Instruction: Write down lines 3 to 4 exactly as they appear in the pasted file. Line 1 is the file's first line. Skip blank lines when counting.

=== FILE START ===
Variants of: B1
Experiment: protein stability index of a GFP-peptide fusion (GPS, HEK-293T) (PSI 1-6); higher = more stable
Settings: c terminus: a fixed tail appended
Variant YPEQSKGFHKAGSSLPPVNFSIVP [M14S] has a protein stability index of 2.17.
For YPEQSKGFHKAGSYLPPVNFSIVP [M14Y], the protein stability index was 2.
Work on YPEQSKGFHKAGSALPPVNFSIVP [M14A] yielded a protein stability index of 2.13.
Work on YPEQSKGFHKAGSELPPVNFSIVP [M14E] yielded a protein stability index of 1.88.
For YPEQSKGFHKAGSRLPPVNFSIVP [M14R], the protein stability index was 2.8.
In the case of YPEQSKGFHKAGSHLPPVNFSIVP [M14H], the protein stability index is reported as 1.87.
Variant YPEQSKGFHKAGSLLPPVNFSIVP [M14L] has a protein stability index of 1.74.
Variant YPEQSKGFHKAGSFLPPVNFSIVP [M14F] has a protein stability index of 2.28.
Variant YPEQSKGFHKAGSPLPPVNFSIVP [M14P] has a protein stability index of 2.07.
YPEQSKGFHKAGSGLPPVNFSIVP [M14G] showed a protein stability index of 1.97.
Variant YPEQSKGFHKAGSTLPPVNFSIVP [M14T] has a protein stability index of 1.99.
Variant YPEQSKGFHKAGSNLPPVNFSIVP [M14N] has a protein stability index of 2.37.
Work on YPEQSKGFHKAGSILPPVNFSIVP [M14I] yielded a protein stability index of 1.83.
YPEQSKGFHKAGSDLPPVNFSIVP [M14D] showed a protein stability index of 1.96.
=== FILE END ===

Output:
Settings: c terminus: a fixed tail appended
Variant YPEQSKGFHKAGSSLPPVNFSIVP [M14S] has a protein stability index of 2.17.